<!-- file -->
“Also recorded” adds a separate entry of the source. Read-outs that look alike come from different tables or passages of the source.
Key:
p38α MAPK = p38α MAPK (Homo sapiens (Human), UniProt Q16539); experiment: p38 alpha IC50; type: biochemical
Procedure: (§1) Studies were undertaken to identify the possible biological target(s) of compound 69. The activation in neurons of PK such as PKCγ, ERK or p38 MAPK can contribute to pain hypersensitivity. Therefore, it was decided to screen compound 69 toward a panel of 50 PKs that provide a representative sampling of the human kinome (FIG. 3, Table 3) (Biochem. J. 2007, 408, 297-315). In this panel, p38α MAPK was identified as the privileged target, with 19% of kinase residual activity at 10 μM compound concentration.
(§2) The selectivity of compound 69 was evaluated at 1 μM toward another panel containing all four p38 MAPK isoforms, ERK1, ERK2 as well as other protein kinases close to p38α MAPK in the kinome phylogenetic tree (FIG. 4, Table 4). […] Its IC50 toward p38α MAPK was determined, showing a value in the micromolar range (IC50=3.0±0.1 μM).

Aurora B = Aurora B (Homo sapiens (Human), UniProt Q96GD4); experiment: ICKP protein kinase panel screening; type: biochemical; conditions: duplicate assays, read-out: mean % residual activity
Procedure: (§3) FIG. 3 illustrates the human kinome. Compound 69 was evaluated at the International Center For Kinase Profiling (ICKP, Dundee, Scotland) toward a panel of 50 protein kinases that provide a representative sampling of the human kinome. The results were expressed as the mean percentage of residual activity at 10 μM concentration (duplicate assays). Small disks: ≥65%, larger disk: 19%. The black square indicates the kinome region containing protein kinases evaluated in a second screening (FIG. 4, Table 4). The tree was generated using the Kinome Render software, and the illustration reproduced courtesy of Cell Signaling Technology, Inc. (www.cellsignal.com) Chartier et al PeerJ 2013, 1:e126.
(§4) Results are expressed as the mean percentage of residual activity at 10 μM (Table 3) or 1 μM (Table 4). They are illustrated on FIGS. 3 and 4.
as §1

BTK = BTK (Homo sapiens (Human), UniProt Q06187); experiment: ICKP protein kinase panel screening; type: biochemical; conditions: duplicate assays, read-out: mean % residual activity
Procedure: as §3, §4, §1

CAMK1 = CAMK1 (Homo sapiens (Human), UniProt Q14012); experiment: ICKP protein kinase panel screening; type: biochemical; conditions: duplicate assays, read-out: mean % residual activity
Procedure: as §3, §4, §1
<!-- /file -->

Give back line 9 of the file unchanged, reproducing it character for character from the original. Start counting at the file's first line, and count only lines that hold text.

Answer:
as §1